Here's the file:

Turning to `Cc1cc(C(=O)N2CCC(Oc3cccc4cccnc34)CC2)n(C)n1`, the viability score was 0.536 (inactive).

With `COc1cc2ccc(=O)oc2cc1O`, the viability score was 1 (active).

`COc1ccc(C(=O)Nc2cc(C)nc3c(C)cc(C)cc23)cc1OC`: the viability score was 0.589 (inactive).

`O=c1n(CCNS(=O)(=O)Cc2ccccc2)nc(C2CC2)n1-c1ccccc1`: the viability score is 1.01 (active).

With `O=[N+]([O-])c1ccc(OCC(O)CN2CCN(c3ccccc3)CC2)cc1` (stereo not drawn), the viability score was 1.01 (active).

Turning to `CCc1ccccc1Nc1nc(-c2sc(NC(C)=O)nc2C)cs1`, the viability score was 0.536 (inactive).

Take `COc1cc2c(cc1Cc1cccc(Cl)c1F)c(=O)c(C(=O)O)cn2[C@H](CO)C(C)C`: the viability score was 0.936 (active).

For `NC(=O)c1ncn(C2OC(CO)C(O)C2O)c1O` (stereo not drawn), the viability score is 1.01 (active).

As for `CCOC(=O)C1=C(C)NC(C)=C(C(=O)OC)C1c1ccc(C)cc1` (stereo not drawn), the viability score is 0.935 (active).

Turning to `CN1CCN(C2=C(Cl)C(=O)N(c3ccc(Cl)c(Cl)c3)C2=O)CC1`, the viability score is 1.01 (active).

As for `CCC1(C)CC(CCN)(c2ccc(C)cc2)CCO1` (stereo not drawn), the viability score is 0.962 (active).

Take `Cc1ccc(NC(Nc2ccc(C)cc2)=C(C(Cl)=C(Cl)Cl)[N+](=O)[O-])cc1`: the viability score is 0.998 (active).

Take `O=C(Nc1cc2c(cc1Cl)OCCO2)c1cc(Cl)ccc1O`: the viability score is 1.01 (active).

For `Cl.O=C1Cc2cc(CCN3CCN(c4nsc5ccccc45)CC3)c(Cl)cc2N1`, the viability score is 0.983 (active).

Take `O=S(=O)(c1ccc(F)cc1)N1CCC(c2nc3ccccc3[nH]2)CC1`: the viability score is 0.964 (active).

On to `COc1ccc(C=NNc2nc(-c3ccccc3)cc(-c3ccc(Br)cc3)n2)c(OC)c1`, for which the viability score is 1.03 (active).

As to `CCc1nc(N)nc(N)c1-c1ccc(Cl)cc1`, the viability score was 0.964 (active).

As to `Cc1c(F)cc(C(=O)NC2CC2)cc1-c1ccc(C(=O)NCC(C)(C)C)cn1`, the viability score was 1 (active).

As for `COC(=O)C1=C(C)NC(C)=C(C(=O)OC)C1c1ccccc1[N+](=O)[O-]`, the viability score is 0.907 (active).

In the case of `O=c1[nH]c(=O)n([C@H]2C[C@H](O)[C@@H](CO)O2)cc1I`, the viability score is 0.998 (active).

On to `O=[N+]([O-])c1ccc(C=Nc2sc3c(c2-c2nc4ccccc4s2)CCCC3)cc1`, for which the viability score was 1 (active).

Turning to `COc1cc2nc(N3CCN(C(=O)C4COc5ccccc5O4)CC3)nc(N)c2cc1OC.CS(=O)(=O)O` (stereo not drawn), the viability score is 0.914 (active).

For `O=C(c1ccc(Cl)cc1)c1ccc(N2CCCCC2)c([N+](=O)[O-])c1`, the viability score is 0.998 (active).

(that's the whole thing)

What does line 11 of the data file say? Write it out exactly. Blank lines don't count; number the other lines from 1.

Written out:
As for `CCC1(C)CC(CCN)(c2ccc(C)cc2)CCO1` (stereo not drawn), the viability score is 0.962 (active).